(z) Justin. l. 18. c. 2.

And the woman which thou sawest is that {35} great city, which reigneth over the kings of the earth.

(35) That is, Rome that great city, or only city (as Justinian calls it) the king and head of which was then the emperor, but now the pope, since the condition of the beast was changed.

Revelation 17:18. The dramatic climax of the oracle: the great harlot is—Rome, domina Roma, the pride and queen of the world! Cf. Spenser’s Ruines of Rome, 360 f. (“Rome was th’ whole world, and al the world was Rome”). For the probable position of Revelation 19:9 b–10 at this point in the original form of the Apocalypse, see below (ad loc.).

After a prelude on the doom of this second and western Babylon (Revelation 18:1-3) two sublime songs follow: one of triumph in heaven (Revelation 17:4-8) one of wailing on earth (9 f.). Both are modelled in semi-strophic style upon the earlier taunt-songs (cf. Introd. § 4) over Tyre and Babylon (cf. also Apoc. Bar. lxxxii. 3–9). But the severe invective against Rome reveals the shuddering impression which this marvel and mistress of the world made upon the conscience of her provincial subjects, Jewish or Christian. They were half fascinated, even as they felt repelled, by the sight of her grandeur. This magnificent doom song (9 f.) like that of Apoc. Bar. 12. (cf. Revelation 17:13), however, celebrates her downfall, partly on grounds which might be justified from contemporary pagan authors (cf. Renan’s Apôtres, ch. xvii.). ver. 24 (note the sudden change from σοί to αὐτῇ) and 20 (in whole or part) are Christian editorial insertions, (a) either by some scribe or editor after the Apocalypse was completed, or (b) by John himself in an earlier source (Jewish or from his own hand). The presence of a special source is suggested by e.g., the unexampled use of οὐαί (cf. on Revelation 17:16, and Oxyrh. Fragment of Uncan. Gospel, 31), the large number of ἅπαξ εὑρημένα (στρήν. 3, διπλόω 6, διπλόος, cf. 1 Timothy 5:17, στρην. 7 and 9, σιρικοῦ, ἐλεφ., σιδήρου, μαρμάρου and θύϊνον in 12, κινν., ἄμωμον, σεμίδ., ῥεδῶν, and σωμάτων, [in this sense] in 13, ἀπώλετο (14), ἐργάζονται [in this sense in Apoc.] in 17, τιμ. 19, ὁρμ. 21, μους., σαλπιστῶν, κιθαρῳδῶν [only in Revelation 14:2] 22, ὀπώρα and λιπαρά, 14) and rare terms, for which the special character of the contents can hardly account. Differences of outlook also emerge; e.g., Revelation 18:9 f. is out of line with Revelation 17:17 and Revelation 16:13 f., Revelation 18:1-3 (Rome long desolate) hardly tallies with Revelation 18:9 f. (ruins still smouldering, cf. Revelation 19:3), and the kings of Revelation 18:9-10 lament, whereas in Revelation 17:16 they attack, Rome. These inconsistencies (Schön, Schmiedel) might in part be set down to the free poetic movement of the writer’s imagination, working in dramatic style and oblivious of matter-of-fact incongruities like the sauve qui peut of 4; just as the lack of any allusion to the Imperial cultus, the Lamb, or the martyrs (exc. 20 and 24) does not necessarily denote a Jewish origin. But the cumulative effect of these features points to 20 and 24 as insertions by John in a Jewish (cf. e.g., the special emphasis on the trader’s point of view, 11–17) Vespasianic source which originally formed a pendant to that underlying 17 (so variously in detail but agreeing on a source, probably Jewish—Sabatier, Rauch, Spitta, Weyland, Bousset, J. Weiss, Schmidt, Baljon, Pfleid., Wellhausen, von Soden, de Faye, Calmes). The original breathed the indignant spirit of a Jewish apocalyptist against the proud empire which had won a temporary triumph over the city and people of God. John applies it to the Rome which was also responsible for the persecutions. The tone of it has been severely censured, as if it breathed a malignant orgy of revenge. “It does not matter whether Jewish or Christian materials are the ultimate source. He who takes delight in such fancies is no whit better than he who first invented them” (Wernle, p. 370). So far as this is true, it applies to Revelation 19:17-21 (or 14–20) rather than to 18. But the criticism must be qualified; see notes on Revelation 18:7; Revelation 18:20. There is smoke in the flame, but a profound sense of moral indignation and retribution overpowers the mere vindictiveness of an unpatriotic fanatic who exults to see his oppressor humiliated.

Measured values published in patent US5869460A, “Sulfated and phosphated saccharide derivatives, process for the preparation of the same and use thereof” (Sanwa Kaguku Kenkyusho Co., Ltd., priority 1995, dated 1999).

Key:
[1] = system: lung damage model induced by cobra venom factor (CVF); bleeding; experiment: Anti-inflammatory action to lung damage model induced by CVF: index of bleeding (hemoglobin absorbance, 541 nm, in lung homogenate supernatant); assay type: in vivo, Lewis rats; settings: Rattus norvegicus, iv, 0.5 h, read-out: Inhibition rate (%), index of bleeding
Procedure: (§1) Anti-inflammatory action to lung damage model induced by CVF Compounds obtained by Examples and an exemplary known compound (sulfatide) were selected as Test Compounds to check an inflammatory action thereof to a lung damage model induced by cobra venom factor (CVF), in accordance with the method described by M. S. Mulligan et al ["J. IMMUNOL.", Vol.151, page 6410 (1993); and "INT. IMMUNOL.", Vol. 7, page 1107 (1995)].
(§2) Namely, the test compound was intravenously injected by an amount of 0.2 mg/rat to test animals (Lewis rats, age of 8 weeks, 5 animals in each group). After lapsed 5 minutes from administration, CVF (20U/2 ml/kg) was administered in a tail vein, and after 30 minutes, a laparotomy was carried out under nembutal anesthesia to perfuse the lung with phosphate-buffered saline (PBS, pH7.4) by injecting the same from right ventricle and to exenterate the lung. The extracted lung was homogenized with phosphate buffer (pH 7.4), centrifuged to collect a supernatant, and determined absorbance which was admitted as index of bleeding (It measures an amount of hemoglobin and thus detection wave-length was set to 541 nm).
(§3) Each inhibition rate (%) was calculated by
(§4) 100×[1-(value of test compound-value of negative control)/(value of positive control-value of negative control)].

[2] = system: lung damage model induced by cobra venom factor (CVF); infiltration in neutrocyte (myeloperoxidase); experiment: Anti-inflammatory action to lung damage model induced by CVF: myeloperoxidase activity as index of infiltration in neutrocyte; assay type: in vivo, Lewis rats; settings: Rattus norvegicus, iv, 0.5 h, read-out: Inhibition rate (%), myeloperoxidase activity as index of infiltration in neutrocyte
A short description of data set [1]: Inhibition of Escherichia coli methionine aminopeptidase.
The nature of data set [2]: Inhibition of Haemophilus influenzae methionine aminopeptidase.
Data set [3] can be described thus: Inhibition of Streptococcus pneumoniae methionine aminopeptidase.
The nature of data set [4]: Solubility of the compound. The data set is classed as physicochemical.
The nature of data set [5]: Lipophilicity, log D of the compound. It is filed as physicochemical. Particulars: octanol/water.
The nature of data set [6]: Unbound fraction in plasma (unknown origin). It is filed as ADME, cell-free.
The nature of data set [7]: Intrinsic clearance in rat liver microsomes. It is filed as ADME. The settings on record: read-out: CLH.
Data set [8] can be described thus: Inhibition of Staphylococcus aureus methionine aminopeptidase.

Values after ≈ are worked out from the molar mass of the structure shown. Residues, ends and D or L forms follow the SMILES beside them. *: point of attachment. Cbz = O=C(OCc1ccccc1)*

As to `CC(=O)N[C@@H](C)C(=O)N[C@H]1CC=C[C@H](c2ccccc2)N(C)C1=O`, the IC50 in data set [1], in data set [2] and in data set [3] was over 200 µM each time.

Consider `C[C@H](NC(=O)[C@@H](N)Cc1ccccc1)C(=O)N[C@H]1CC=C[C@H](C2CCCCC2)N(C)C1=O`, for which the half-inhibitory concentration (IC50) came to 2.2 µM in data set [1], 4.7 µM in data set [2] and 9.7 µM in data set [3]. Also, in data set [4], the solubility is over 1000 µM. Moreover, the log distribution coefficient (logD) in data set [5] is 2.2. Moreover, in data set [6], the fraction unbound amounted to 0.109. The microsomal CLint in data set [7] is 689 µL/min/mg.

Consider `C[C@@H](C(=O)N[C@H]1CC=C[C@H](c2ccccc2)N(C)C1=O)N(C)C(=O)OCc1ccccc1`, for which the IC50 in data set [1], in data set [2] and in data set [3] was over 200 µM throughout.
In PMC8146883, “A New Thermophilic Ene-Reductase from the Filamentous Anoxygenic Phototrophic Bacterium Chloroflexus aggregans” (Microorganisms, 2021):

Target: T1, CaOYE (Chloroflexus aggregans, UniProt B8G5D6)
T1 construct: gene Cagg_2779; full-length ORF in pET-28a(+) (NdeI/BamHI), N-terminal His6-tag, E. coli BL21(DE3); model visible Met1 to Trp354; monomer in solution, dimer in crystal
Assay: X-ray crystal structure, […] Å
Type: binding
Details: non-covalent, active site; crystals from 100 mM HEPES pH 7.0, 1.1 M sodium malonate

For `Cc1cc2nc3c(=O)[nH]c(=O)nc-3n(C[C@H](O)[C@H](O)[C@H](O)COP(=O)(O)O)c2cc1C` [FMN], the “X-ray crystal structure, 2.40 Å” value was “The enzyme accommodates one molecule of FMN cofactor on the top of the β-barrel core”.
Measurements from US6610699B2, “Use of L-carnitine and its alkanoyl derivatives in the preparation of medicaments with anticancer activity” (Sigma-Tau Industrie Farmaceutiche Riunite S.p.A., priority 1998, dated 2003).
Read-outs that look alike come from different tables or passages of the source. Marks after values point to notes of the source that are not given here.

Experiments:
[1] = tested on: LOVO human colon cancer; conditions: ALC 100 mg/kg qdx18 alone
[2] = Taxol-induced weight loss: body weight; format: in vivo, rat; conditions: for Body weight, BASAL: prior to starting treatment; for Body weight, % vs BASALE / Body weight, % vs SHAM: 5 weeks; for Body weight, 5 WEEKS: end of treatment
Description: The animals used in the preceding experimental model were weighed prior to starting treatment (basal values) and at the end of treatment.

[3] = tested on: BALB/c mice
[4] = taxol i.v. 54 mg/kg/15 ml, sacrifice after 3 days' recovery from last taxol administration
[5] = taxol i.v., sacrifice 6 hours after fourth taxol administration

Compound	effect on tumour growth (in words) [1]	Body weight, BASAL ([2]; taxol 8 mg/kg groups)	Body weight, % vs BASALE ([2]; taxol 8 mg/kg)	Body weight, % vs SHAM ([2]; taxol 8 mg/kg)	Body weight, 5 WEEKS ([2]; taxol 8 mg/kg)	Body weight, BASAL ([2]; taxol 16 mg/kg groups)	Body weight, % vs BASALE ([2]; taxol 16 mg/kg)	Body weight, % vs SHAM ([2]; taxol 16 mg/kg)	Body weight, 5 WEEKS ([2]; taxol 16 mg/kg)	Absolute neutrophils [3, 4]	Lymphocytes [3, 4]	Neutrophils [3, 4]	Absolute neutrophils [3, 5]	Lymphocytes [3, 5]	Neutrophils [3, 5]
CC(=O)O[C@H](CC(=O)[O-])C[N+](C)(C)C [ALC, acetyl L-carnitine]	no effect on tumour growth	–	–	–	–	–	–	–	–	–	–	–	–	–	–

18. that great city &c.] Again as in Revelation 17:9 the designation of Rome is unmistakeable. The words cannot be glossed, “Babylon is (now represented by) Rome,” but must mean “Babylon is Rome.”

which reigneth] Lit., which hath kingdom, or kingly power.

Verse 18. - And the woman which thou sawest is that great city, which reigneth over the kings of the earth. A repetition of the assertion made in ver. 5, viz. that the harlot and Babylon are identical (see on ver. 5). Many writers have been led by this verse to believe that Rome, either pagan or papal, is thus pointed out as the antitype of the harlot. That this is one fulfilment of the vision need hardly be doubted. Rome was in St. John's time the foremost embodiment of the hostile forces of the world. But this is not the whole fulfilment, which is in all time (see above, especially on ver. 1 of this chapter).

Revelation 17:18Reigneth (ἔχουσα βαοιλείαν)

Lit., hath a kingdom.